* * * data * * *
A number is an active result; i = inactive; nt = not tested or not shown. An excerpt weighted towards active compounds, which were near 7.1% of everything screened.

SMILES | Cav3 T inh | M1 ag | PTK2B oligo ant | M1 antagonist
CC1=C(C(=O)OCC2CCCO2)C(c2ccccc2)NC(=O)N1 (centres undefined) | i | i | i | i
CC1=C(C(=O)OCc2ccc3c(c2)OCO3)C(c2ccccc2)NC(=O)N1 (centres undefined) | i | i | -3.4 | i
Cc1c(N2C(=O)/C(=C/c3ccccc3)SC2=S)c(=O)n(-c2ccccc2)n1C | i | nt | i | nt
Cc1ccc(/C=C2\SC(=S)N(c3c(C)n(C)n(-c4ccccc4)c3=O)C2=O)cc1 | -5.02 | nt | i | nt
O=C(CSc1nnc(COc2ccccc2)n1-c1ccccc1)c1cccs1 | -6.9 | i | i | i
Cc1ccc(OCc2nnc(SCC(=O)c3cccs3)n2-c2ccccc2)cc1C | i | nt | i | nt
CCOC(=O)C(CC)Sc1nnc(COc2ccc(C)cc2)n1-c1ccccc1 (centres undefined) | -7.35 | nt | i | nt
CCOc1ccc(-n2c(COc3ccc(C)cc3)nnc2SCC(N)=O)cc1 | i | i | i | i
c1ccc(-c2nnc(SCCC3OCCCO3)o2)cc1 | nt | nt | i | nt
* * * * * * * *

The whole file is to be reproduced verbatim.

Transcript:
A number is an active result; i = inactive; nt = not tested or not shown. An excerpt weighted towards active compounds, which were near 7.1% of everything screened.

SMILES | Cav3 T inh | M1 ag | PTK2B oligo ant | M1 antagonist
CC1=C(C(=O)OCC2CCCO2)C(c2ccccc2)NC(=O)N1 (centres undefined) | i | i | i | i
CC1=C(C(=O)OCc2ccc3c(c2)OCO3)C(c2ccccc2)NC(=O)N1 (centres undefined) | i | i | -3.4 | i
Cc1c(N2C(=O)/C(=C/c3ccccc3)SC2=S)c(=O)n(-c2ccccc2)n1C | i | nt | i | nt
Cc1ccc(/C=C2\SC(=S)N(c3c(C)n(C)n(-c4ccccc4)c3=O)C2=O)cc1 | -5.02 | nt | i | nt
O=C(CSc1nnc(COc2ccccc2)n1-c1ccccc1)c1cccs1 | -6.9 | i | i | i
Cc1ccc(OCc2nnc(SCC(=O)c3cccs3)n2-c2ccccc2)cc1C | i | nt | i | nt
CCOC(=O)C(CC)Sc1nnc(COc2ccc(C)cc2)n1-c1ccccc1 (centres undefined) | -7.35 | nt | i | nt
CCOc1ccc(-n2c(COc3ccc(C)cc3)nnc2SCC(N)=O)cc1 | i | i | i | i
c1ccc(-c2nnc(SCCC3OCCCO3)o2)cc1 | nt | nt | i | nt